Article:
Wednesday, November 06, 2013

Telangana: Few Thoughts - Filter Coffee column in Kindle this month

I try not to write opinion pieces or commentary on trending issues. Not just because there are always too many of both out there, what with people given the free rein by the w.w.w. to scream and shout at the sound of a cough. But in the November issue of Kindle, it was Andhra Pradesh's turn to be written about. I spent many days trying to waddle through the different arguments for and against Telangana. Old friends came to the rescue and helped me understand the tapestry of politics, hopes and history that lends grey shades to the issue. No news can be black and white. This piece has also been tinted with some grey.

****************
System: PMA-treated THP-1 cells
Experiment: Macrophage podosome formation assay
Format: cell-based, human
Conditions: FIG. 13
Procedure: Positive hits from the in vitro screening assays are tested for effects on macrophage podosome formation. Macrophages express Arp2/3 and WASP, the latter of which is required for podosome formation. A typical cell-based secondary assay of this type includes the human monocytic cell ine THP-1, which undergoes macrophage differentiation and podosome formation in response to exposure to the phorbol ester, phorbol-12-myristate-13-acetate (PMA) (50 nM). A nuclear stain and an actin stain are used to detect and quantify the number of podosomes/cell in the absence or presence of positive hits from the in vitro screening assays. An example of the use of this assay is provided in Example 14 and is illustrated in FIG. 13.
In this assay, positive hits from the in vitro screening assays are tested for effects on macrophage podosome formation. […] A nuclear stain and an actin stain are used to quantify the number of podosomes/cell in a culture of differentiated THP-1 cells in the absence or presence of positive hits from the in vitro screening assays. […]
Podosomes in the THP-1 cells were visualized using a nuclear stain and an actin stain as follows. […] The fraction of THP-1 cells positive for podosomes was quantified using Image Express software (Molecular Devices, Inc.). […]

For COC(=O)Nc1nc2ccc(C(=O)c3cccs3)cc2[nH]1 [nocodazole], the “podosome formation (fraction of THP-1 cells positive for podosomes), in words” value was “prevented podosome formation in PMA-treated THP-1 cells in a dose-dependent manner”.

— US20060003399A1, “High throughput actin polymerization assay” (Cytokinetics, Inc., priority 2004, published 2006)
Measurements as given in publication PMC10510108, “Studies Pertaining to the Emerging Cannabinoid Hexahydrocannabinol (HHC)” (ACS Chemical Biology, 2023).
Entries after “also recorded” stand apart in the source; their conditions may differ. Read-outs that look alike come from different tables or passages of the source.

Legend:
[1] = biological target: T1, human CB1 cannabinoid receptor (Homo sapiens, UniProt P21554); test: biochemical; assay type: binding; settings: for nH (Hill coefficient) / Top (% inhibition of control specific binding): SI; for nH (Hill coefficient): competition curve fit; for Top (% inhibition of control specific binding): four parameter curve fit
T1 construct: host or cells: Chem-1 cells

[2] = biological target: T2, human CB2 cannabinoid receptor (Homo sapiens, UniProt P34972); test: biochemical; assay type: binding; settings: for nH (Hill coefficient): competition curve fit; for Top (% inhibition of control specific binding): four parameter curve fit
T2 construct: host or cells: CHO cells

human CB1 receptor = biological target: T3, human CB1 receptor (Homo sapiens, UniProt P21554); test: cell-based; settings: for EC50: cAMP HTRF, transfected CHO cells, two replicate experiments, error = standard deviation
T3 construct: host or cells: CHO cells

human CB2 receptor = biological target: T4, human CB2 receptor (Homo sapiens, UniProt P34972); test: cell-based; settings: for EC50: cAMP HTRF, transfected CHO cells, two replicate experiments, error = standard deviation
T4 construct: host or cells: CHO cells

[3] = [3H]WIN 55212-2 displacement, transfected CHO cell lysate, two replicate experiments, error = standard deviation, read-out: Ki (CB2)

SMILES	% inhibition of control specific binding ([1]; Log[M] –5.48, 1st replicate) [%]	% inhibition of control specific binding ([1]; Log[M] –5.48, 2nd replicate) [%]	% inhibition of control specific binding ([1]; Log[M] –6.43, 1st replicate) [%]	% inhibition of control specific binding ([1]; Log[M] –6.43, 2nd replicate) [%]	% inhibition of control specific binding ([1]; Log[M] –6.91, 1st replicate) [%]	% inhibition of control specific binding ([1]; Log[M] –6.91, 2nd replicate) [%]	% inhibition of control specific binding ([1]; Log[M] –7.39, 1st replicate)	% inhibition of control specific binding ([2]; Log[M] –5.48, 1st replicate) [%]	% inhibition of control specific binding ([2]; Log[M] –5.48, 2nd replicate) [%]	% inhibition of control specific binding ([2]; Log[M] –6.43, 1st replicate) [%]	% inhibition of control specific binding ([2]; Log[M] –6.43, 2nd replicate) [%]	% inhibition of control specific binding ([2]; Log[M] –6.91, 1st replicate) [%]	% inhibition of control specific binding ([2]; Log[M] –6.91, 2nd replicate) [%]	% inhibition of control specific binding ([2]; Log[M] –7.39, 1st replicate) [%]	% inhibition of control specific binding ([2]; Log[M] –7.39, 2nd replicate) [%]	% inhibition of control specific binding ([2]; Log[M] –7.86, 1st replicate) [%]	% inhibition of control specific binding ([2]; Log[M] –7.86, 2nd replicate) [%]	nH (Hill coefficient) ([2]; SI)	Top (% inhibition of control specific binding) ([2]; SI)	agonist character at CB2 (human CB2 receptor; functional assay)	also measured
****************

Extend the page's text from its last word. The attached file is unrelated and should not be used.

Read the story here. Or see below.

P, my friend from the University days, always gets me Karachi biscuits from Hyderabad when she visits. Sometimes over pasta and wine, we talk of old times and giggle like the way we did the first day we met in class. We don’t talk politics or ideologies, our borrowed time is expended on what the rest of the boys and girls from college are up to. I have never met her husband J, we have only said our hi-hellos over the phone. A few days ago I had a long conversation with them, about politics, perceptions, the larger picture and the audacity of hope – not the book. We also considered making plans to rob a bank. Skipping that part, this is how the conversation went.

J has lived in Hyderabad for 14 years now, P for six. He is an economist, a professor. She is in public relations. Both are from different states, but speak the same language, and English, with each other. I am interested in what they think of the whole Telangana issue, whether they are affected at all, if they have an opinion, if it matters, because they are urban migrants who have ‘homes’, families elsewhere. I ask them to explain and J does, with a professor’s rigour, breaking down the issue for me, giving me an insider-outsider’s POV.